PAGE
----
Enough Time For Love


I have a recurring dream of me and her waking up next to each other on a spring weekend morning. The sun is past dawn, the sky blue, our sheets tangled, and my heart full. I turn over and see that she’s faced away from me. In some dreams the nape of her neck is covered by long hair, in others it’s short. Sometimes her skin is dark and gorgeous, other times it’s fair and beautiful.

When I actually wake up, my bed is smaller and empty. I toss around and find no one else besides me. Some moments pass and I accept that it was a dream, and I close my eyes for a few more moments trying to grasp for the emotions I felt. They slip away.

The morning is darkened by the loneliness. Spring and summer mornings are dimmed, while fall and winter mornings feel like night. If it’s overcast and raining, I feel the insult to injury. Honest men don’t kick stray dogs while they’re down like this, so why did God choose to kick me?

Coffee usually shakes me out of the mood. Well, coffee and the fact that most days I have these dreams, I also have work. Morning meetings sober me up and I forget she ever existed.


Love makes me bittersweet. But like a sore on the inside of your cheek, I can’t help but poking it. I find love almost everywhere I go – couples on dates on the street, movies, gossip, the works. I can’t avoid it, and so instead of ducking my head and trying to ignore it I keep prodding the damn thing in hopes of figuring it out.

I think about love a lot. I’d be lying if I said I’m not envious of people who are in love. And they know they deserve the envy. Real love feels one a million, maybe even one in ten-million or truly impossible.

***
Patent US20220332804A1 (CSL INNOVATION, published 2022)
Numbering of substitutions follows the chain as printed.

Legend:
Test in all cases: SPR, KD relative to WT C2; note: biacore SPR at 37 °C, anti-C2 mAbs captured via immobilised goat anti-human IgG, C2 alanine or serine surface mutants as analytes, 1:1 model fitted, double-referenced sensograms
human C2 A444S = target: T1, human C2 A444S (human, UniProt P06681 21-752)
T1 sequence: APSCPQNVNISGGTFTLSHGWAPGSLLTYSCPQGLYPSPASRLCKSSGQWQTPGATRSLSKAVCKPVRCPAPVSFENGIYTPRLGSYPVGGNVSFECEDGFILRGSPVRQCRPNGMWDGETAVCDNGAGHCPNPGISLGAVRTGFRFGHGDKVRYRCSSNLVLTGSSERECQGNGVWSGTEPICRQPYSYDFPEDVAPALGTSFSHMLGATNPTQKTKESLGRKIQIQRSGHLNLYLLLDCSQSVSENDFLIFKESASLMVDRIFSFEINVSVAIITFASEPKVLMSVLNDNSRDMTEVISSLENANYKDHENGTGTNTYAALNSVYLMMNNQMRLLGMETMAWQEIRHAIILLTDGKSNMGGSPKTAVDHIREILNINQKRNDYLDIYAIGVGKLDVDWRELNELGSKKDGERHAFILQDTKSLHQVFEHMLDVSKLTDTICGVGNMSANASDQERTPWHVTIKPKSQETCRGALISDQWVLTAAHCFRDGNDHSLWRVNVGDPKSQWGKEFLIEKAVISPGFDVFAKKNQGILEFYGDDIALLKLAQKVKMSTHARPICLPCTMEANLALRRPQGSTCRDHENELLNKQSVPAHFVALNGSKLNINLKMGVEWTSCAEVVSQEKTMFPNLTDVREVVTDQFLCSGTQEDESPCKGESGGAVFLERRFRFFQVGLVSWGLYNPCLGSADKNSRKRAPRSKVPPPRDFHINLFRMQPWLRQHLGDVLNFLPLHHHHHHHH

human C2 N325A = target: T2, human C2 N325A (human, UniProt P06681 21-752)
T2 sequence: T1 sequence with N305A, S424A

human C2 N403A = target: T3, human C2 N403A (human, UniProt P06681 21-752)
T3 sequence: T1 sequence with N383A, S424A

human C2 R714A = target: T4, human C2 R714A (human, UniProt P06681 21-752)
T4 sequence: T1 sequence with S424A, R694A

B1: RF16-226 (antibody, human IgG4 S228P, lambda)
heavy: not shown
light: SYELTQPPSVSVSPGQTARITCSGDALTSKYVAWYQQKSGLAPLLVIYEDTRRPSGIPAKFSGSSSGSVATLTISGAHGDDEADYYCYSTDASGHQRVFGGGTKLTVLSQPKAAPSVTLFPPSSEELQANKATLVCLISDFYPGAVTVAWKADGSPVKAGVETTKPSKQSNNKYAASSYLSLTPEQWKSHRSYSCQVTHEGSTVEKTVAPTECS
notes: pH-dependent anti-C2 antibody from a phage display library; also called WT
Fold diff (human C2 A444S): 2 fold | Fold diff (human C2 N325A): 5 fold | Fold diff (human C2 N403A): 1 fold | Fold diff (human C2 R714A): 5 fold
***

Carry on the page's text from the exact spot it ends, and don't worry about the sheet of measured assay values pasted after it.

Sometimes I think about how life developing on our planet is a miracle. Maybe that’s why we haven’t heard from aliens yet. And then I think about all the miracles of life that happened to result in Homo sapiens. How many species fought and struggled and died in the Darwinian gauntlet to finally create us? How many?

And how many miracles of human civilization had to happen to get here? We stumble across fire, agriculture, electricity, science, engineering, philosophy, religion, language, writing – all miracles of history.

And our great-great-great-great-great…grandparents through a lineage of accidents and fate came together to birth us. My mom failed to escape Vietnam on a boat and ended up in a prison camp for two-weeks where she could’ve died. My dad moved to Canada when he was five and could’ve stayed there for the rest of his life. My parents never should’ve met. Yet they did. And they fell in love. Then they had me.

People in love know all the tiny and big miracles that had to happen for them to meet. They know that against all odds, they found each other in this place and time.

How can you not be envious of that?


I said love makes me bittersweet, so enough with the bitter, it’s time for the sweet.

I used to worry that I wouldn’t have enough time with my future love. My love life seems so hopeless that I fear that when I find her, we won’t have much time together.

But how much time is enough, anyway? Maybe I have more time than I think.

Two centuries ago US life expectancy was 40 years old. To love someone for a lifetime was to love them for, optimistically, 20 or 30 years. In 1865, during the Civil War, lots of men died in their 20s leaving widows that never remarried. So many of those couples only got to love for a few years.

Today, life expectancy is 79 years old. Compared to people 200 years ago, we get two lifetimes to live. Even if I’m an especially late bloomer, marrying someone in my late 30s or early 40s, I can still hope have a longer relationship than most couples 200 years ago.

So I’ve made peace with not finding love any time soon. We’re the lucky ones. We have more time to kill than most people ever got.

I’ll spend a lifetime finding her and another lifetime being in love. Shouldn’t that be enough?